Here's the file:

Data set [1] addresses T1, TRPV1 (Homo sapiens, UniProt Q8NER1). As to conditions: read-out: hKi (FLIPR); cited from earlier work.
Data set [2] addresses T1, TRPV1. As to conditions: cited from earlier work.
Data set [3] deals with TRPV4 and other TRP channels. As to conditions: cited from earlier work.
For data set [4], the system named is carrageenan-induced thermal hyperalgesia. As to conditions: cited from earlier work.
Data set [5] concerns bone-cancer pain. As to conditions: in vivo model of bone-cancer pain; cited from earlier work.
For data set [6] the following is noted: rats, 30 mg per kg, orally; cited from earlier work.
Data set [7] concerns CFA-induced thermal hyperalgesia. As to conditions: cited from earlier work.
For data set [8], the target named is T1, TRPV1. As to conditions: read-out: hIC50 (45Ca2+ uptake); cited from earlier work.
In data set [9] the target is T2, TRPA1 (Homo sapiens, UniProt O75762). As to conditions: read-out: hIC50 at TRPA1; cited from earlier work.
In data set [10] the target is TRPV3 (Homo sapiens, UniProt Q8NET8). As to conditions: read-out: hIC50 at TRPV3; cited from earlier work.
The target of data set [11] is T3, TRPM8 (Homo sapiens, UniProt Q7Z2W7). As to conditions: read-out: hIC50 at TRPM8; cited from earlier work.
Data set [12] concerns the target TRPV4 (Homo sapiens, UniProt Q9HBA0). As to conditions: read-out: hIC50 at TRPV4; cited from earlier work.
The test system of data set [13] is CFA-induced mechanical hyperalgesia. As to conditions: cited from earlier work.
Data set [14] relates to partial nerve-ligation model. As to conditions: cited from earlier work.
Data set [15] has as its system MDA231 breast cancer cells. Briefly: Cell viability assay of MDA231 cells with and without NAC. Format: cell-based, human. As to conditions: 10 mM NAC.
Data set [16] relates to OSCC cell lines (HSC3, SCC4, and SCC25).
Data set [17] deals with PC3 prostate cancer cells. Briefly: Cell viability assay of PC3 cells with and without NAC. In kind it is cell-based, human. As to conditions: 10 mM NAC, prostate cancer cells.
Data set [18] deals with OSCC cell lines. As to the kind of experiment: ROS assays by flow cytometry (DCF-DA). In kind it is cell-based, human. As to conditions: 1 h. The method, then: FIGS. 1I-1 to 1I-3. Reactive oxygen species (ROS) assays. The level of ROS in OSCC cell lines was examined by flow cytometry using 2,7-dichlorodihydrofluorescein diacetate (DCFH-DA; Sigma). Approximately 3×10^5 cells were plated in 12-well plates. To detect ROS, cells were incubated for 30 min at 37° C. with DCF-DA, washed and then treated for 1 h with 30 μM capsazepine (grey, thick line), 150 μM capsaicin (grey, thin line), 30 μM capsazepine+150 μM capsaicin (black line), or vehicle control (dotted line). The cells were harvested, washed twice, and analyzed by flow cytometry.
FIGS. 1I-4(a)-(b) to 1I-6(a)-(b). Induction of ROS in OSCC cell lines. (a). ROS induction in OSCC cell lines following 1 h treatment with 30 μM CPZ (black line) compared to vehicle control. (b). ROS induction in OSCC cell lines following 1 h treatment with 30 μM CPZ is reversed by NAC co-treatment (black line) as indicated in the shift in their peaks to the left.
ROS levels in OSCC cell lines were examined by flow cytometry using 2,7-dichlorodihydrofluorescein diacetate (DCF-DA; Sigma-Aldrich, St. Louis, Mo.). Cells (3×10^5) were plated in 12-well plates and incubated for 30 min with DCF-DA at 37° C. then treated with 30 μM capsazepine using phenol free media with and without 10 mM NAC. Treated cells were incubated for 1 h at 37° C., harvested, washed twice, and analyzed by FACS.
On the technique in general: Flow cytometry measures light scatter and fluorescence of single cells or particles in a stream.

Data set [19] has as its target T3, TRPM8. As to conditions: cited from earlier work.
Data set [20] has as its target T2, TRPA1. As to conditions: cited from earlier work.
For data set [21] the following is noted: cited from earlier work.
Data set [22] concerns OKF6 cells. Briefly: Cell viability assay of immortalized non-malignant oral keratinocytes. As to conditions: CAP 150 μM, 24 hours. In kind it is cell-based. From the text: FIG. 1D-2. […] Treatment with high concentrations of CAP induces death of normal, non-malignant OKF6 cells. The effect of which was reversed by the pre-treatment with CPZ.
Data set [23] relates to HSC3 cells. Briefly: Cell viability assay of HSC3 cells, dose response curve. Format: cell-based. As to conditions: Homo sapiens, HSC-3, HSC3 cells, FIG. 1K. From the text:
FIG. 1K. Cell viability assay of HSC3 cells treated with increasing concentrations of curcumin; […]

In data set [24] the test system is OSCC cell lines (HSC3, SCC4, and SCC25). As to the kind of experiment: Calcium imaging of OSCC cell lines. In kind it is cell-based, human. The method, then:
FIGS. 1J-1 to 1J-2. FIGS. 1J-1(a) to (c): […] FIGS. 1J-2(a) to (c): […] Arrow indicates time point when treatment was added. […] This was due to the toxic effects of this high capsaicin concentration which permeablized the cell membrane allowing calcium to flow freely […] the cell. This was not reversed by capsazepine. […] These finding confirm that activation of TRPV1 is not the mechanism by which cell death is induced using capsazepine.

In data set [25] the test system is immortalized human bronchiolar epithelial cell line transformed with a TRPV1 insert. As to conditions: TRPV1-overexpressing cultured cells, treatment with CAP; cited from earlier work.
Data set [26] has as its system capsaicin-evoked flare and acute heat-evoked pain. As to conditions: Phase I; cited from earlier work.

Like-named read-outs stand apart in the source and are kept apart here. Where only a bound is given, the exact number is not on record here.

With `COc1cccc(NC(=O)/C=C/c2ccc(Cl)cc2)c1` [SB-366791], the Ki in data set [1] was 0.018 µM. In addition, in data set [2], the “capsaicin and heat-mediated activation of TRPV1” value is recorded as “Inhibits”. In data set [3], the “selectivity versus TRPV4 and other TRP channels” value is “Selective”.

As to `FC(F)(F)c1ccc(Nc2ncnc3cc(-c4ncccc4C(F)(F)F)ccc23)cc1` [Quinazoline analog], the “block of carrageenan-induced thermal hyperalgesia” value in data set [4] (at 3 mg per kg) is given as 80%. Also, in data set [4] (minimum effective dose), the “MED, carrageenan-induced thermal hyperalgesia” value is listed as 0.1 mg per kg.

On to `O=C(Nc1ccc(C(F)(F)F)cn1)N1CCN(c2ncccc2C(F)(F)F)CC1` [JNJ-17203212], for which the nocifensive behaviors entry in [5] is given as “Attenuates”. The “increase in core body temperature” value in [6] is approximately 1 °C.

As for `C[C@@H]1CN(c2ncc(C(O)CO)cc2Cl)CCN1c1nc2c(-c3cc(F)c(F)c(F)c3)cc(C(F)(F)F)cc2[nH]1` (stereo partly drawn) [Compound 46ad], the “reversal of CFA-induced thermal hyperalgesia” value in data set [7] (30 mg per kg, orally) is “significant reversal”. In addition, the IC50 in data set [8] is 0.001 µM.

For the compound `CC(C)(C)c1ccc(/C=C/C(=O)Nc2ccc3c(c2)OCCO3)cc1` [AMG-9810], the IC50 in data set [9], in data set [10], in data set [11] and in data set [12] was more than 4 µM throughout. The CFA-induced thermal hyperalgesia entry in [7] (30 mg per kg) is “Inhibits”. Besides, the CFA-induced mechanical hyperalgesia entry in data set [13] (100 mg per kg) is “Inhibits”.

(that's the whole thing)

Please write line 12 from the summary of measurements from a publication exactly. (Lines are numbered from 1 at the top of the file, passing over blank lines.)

Data set [12] concerns the target TRPV4 (Homo sapiens, UniProt Q9HBA0). As to conditions: read-out: hIC50 at TRPV4; cited from earlier work.